Similarly offering room for change, but awaiting serious efforts at that change, is appreciations of the (hi)story of Colonialism, Imperialism et al on European parks and gardens and horticulture, that theme which Of Gardens and People. Designed Nature, Art and Landscape Architecture at the Austrian National Library, Vienna, regrettably found no space for. And while, as noted at the top, our suggestion to reflect more critically on Schloss Pillnitz’s much celebrated 200 year old Camellia went unheeded, with the project Chita’ Anyaman with its reflections on the consequences of British oil palm cultivation in Malaysia on the people of the Hma’ Meri and thus on the historic and ongoing legacy of British Colonialism, Evey Kwong did bring that most important subject into the light.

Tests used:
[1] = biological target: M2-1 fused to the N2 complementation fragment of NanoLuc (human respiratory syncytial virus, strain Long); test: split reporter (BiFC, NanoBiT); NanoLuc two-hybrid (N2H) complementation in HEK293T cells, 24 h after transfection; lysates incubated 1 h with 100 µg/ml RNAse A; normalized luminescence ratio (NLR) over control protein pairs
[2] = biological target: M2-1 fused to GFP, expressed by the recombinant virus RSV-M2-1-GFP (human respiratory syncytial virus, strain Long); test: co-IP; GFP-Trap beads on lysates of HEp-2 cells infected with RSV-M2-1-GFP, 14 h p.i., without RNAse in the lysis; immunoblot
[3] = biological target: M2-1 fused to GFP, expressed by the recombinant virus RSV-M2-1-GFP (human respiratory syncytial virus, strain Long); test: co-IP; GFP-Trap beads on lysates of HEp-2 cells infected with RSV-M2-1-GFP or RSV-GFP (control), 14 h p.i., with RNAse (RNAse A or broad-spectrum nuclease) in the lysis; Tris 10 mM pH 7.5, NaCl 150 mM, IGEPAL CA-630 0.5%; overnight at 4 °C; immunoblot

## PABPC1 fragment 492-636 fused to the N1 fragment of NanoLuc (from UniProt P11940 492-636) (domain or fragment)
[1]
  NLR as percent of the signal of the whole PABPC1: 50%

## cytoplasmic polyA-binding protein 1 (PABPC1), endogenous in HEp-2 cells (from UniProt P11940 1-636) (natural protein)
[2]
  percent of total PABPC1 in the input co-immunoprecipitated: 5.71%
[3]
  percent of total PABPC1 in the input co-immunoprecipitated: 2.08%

And amongst all the student projects, a particular highlight, for us, of Room for Change is and was the scenography featuring plants supplied by Vienna based mischer’traxler studio from their own flat. A production decision, borrowing friends plants rather than buying plants and then trying find a way to rid oneself of them, undertaken by way of greening the presentation space in a sustainable, low-impact manner of which can one can only approve; whereby, we really, really, hope Katharina Mischer and Thomas Traxler were on holiday during Vienna Design Week, needed someone to water their plants and found willing volunteers in d-o-t-s and the Kunstgewerbemuseum Dresden.
Vienna Design Week 2023 has now finished, details of what you missed, while you await the announcement of details of Vienna Design Week 2024, can be found at www.viennadesignweek.at
More detail on Plant Fever can be found at https://plantfever.com
And more information on the Design Campus Summer School can be found at https://designcampus.org